Part 1 outlined suggestions for more effective coaching conversations, including a recommended, 4-step approach. Simple actions – like encouraging the coachee to become an active participant open to finding solutions – can significantly improve the effectiveness of coaching conversations.
Part 2 will summarize two other scholarly perspectives on successful coaching conversations.
Take ‘Sandwich’ Off Menu.
A long-standing, well-known coaching approach is often called the “feedback sandwich”: constructive criticism layered between elements of praise. Before suggesting an alternative in his article, Wharton professor Adam Grant discusses several downsides of the sandwich approach.
He wrote that a coachee may interpret the opening compliment as insincere, just meant to “soften the blow” of the impending critique. And this critique may be easily forgotten because people tend to pay more attention to the first and last parts of a conversation.
Roger Schwarz wrote of the “feedback sandwich” earlier, in the Harvard Business Review. He claims that such an approach tends to undermine helpful feedback and is overly controlling. Instead, he recommends more transparency, such as by including the coachee in the plan. Coaches should also shift their mindset, in part by adopting an attitude of humility.
Focus on Task, Not Person.
A meta-analysis study by Kluger and DeNisi published in Psychological Bulletin reviewed more than 130 other studies related to feedback interventions/coaching conversations.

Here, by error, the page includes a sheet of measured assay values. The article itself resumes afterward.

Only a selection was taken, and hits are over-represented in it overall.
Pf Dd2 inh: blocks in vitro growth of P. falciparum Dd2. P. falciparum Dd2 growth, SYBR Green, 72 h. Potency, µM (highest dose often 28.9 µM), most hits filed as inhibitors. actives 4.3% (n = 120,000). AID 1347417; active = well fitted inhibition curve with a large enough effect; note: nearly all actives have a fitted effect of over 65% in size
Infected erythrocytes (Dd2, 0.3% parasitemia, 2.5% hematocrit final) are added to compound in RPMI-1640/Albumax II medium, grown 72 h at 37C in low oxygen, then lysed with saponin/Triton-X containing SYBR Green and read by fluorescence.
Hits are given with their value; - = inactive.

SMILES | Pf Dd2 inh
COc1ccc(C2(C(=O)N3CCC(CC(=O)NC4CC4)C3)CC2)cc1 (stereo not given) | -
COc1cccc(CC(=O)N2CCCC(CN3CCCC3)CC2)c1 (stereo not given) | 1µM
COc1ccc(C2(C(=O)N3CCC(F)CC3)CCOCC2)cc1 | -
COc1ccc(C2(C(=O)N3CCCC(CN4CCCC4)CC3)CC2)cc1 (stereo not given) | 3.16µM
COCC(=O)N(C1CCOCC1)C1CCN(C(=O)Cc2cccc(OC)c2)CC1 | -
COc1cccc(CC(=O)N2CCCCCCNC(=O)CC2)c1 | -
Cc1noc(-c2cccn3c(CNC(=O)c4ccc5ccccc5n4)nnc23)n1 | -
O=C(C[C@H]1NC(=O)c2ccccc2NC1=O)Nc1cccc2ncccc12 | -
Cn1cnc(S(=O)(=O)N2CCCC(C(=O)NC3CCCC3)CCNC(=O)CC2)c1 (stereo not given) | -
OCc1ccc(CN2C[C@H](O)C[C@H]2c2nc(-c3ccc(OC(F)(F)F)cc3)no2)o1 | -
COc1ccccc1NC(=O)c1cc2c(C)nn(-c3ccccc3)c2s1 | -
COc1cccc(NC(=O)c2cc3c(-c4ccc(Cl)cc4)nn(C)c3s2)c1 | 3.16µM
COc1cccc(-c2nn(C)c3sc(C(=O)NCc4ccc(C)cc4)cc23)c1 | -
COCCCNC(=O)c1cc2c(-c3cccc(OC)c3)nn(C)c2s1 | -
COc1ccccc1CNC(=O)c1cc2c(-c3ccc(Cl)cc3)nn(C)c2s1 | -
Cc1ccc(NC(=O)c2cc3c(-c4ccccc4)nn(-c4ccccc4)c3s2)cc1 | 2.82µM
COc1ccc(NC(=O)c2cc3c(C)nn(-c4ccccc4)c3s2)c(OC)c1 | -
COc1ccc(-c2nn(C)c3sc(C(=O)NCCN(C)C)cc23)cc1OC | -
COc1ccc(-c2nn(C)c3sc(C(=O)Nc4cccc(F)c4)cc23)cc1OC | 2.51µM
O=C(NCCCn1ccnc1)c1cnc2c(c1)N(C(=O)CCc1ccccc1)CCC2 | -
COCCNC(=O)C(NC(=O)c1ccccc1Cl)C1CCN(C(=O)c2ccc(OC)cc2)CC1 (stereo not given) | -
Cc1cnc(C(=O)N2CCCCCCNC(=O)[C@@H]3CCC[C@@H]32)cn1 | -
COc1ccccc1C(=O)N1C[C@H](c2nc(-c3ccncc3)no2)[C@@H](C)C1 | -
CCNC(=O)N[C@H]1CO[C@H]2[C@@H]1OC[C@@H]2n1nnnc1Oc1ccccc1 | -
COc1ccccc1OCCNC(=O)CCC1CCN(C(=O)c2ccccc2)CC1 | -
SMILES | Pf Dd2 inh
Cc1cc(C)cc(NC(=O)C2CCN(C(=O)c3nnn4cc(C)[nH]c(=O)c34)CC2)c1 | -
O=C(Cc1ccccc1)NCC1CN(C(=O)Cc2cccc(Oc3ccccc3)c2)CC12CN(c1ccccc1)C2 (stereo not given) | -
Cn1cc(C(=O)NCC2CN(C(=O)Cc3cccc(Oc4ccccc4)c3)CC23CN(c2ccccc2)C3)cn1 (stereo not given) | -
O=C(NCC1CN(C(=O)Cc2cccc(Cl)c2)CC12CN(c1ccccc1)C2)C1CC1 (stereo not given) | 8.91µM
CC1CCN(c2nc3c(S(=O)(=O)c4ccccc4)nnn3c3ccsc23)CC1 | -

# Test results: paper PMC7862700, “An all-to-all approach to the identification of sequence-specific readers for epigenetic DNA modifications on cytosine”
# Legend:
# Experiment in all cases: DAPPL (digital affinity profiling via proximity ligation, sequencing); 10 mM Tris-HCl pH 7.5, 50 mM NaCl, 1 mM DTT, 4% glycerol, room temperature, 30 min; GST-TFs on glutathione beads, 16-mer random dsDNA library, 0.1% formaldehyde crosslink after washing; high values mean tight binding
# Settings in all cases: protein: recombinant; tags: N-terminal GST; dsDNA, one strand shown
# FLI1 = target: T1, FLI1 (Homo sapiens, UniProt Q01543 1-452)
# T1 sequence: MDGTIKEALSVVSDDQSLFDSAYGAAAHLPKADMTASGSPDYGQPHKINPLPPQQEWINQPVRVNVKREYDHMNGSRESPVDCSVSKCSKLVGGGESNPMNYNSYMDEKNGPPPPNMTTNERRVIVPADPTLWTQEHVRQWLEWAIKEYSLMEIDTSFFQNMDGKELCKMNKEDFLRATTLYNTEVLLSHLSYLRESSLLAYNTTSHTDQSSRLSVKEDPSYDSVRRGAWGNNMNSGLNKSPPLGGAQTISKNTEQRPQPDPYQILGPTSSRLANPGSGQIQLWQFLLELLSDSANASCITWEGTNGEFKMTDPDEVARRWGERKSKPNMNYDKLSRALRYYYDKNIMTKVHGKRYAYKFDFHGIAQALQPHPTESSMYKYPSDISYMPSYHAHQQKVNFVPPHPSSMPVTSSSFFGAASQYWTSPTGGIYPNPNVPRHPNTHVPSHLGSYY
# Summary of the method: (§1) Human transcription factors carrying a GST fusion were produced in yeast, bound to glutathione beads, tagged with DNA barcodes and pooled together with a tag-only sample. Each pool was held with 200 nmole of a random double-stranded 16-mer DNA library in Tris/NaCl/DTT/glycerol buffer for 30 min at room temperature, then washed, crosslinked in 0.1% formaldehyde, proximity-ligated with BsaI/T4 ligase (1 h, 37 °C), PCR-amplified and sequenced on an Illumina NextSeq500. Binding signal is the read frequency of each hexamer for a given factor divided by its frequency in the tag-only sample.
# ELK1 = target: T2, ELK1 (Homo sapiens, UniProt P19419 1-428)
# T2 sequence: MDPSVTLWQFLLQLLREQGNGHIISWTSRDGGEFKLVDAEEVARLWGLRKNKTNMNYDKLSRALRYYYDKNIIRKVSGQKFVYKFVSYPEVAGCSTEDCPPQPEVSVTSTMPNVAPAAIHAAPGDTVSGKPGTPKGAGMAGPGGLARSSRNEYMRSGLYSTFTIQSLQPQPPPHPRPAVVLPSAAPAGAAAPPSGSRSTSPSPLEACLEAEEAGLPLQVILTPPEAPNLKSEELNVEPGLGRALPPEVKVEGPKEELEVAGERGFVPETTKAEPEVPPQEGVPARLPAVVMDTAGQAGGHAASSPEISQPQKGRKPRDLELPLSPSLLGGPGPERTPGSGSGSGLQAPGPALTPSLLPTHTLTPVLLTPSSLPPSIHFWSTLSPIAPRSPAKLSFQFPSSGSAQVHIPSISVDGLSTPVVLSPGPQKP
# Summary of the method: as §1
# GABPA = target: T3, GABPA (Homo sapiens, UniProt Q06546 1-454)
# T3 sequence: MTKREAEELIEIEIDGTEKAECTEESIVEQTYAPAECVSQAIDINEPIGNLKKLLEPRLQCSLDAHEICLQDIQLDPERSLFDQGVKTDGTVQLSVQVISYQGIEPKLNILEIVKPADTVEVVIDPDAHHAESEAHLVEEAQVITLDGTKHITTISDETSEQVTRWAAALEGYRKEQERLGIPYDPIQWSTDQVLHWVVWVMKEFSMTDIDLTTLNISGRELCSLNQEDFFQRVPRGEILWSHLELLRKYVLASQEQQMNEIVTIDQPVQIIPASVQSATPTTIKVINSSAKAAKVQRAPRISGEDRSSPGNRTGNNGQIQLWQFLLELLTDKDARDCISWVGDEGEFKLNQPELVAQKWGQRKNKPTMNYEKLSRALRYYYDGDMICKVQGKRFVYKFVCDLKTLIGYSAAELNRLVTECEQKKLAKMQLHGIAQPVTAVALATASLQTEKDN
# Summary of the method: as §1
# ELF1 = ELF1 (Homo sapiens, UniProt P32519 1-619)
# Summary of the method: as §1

They found that feedback can influence: (1) what we learn, (2) how motivated we are, and (3) how we feel about the task and ourselves. Furthermore, they found that coaching feedback is most effective when it is:
Non judgmental (e.g., “That was correct” not “Good job!”)
Task-focused (e.g., “Do this differently” not “You were wrong”)
Immediate and specific
5 Steps to Success.
Based on the above articles, we’ve summarized these 5 recommended steps:
Explain why you are giving the feedback.
Be candid, genuine, respectful, and caring.
Focus on the task/outcome and the process/how it was done.
Don’t give “personal” feedback (i.e., “you are”).
Focus on solutions moving forward.
Everyone reacts differently to feedback – there’s not a “one-size-fits-all” solution. As a coach, work on honing your listening skills, because active listening in conversations is the foundation for building and maintaining strong relationships.
Part 3 will explore how gaining a better understanding of the coachee’s values/drivers can play a role in making these conversations even more effective.